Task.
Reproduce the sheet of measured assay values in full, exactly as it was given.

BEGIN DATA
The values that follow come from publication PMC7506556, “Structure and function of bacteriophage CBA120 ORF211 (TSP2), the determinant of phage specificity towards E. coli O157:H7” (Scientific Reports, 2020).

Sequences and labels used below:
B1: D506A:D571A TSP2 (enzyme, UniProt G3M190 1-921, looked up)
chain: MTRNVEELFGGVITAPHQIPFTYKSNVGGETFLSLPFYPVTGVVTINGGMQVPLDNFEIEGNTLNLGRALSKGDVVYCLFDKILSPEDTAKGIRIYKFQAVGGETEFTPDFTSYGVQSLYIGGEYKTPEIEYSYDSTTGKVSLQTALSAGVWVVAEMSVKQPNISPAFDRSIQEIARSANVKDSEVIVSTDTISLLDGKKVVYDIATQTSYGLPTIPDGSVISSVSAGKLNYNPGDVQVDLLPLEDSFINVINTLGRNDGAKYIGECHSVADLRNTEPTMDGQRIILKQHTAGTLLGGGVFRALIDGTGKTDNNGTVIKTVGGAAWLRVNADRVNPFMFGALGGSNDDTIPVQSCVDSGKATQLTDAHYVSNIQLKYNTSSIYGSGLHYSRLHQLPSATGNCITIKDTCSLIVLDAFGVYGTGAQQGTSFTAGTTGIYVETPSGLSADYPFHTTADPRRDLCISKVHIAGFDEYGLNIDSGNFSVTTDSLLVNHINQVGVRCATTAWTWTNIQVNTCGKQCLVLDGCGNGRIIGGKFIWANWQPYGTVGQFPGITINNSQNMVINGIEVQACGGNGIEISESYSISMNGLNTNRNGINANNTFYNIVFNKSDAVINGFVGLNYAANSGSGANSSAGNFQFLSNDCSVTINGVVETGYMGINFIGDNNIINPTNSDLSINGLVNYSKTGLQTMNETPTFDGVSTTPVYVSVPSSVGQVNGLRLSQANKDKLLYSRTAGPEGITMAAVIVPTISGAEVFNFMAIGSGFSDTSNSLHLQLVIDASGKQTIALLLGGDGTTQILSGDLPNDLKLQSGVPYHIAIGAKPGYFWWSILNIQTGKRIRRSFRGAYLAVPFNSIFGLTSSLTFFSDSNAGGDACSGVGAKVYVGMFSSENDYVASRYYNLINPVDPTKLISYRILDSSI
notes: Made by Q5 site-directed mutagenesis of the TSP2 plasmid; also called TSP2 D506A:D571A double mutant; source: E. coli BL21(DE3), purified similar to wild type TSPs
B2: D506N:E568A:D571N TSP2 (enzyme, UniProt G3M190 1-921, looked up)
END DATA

The values that follow come from publication PMC7506556, “Structure and function of bacteriophage CBA120 ORF211 (TSP2), the determinant of phage specificity towards E. coli O157:H7” (Scientific Reports, 2020).

Sequences and labels used below:
B1: D506A:D571A TSP2 (enzyme, UniProt G3M190 1-921, looked up)
chain: MTRNVEELFGGVITAPHQIPFTYKSNVGGETFLSLPFYPVTGVVTINGGMQVPLDNFEIEGNTLNLGRALSKGDVVYCLFDKILSPEDTAKGIRIYKFQAVGGETEFTPDFTSYGVQSLYIGGEYKTPEIEYSYDSTTGKVSLQTALSAGVWVVAEMSVKQPNISPAFDRSIQEIARSANVKDSEVIVSTDTISLLDGKKVVYDIATQTSYGLPTIPDGSVISSVSAGKLNYNPGDVQVDLLPLEDSFINVINTLGRNDGAKYIGECHSVADLRNTEPTMDGQRIILKQHTAGTLLGGGVFRALIDGTGKTDNNGTVIKTVGGAAWLRVNADRVNPFMFGALGGSNDDTIPVQSCVDSGKATQLTDAHYVSNIQLKYNTSSIYGSGLHYSRLHQLPSATGNCITIKDTCSLIVLDAFGVYGTGAQQGTSFTAGTTGIYVETPSGLSADYPFHTTADPRRDLCISKVHIAGFDEYGLNIDSGNFSVTTDSLLVNHINQVGVRCATTAWTWTNIQVNTCGKQCLVLDGCGNGRIIGGKFIWANWQPYGTVGQFPGITINNSQNMVINGIEVQACGGNGIEISESYSISMNGLNTNRNGINANNTFYNIVFNKSDAVINGFVGLNYAANSGSGANSSAGNFQFLSNDCSVTINGVVETGYMGINFIGDNNIINPTNSDLSINGLVNYSKTGLQTMNETPTFDGVSTTPVYVSVPSSVGQVNGLRLSQANKDKLLYSRTAGPEGITMAAVIVPTISGAEVFNFMAIGSGFSDTSNSLHLQLVIDASGKQTIALLLGGDGTTQILSGDLPNDLKLQSGVPYHIAIGAKPGYFWWSILNIQTGKRIRRSFRGAYLAVPFNSIFGLTSSLTFFSDSNAGGDACSGVGAKVYVGMFSSENDYVASRYYNLINPVDPTKLISYRILDSSI
notes: Made by Q5 site-directed mutagenesis of the TSP2 plasmid; also called TSP2 D506A:D571A double mutant; source: E. coli BL21(DE3), purified similar to wild type TSPs
B2: D506N:E568A:D571N TSP2 (enzyme, UniProt G3M190 1-921, looked up)